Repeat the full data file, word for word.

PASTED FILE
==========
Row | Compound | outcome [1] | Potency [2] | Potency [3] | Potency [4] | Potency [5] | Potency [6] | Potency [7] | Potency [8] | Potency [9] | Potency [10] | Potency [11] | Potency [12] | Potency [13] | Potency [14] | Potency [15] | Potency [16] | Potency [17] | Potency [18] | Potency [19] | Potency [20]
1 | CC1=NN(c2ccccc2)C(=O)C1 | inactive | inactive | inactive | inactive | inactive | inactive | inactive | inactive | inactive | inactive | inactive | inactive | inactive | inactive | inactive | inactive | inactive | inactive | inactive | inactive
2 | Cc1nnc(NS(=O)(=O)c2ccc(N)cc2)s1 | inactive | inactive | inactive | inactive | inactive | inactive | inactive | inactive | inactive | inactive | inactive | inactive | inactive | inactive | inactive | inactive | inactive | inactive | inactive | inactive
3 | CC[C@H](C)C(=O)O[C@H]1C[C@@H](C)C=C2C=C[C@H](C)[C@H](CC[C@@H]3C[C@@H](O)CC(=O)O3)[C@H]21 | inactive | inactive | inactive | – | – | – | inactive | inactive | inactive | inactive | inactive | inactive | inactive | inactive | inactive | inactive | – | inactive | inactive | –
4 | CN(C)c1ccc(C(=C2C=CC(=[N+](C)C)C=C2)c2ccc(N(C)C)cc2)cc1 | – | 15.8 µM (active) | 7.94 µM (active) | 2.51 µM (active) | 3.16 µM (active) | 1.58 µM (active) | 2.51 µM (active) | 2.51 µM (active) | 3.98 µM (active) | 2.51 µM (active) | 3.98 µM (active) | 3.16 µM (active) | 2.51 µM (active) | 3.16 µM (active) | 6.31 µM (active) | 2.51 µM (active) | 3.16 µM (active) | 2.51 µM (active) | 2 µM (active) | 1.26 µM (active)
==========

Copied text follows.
Row | Compound | outcome [1] | Potency [2] | Potency [3] | Potency [4] | Potency [5] | Potency [6] | Potency [7] | Potency [8] | Potency [9] | Potency [10] | Potency [11] | Potency [12] | Potency [13] | Potency [14] | Potency [15] | Potency [16] | Potency [17] | Potency [18] | Potency [19] | Potency [20]
1 | CC1=NN(c2ccccc2)C(=O)C1 | inactive | inactive | inactive | inactive | inactive | inactive | inactive | inactive | inactive | inactive | inactive | inactive | inactive | inactive | inactive | inactive | inactive | inactive | inactive | inactive
2 | Cc1nnc(NS(=O)(=O)c2ccc(N)cc2)s1 | inactive | inactive | inactive | inactive | inactive | inactive | inactive | inactive | inactive | inactive | inactive | inactive | inactive | inactive | inactive | inactive | inactive | inactive | inactive | inactive
3 | CC[C@H](C)C(=O)O[C@H]1C[C@@H](C)C=C2C=C[C@H](C)[C@H](CC[C@@H]3C[C@@H](O)CC(=O)O3)[C@H]21 | inactive | inactive | inactive | – | – | – | inactive | inactive | inactive | inactive | inactive | inactive | inactive | inactive | inactive | inactive | – | inactive | inactive | –
4 | CN(C)c1ccc(C(=C2C=CC(=[N+](C)C)C=C2)c2ccc(N(C)C)cc2)cc1 | – | 15.8 µM (active) | 7.94 µM (active) | 2.51 µM (active) | 3.16 µM (active) | 1.58 µM (active) | 2.51 µM (active) | 2.51 µM (active) | 3.98 µM (active) | 2.51 µM (active) | 3.98 µM (active) | 3.16 µM (active) | 2.51 µM (active) | 3.16 µM (active) | 6.31 µM (active) | 2.51 µM (active) | 3.16 µM (active) | 2.51 µM (active) | 2 µM (active) | 1.26 µM (active)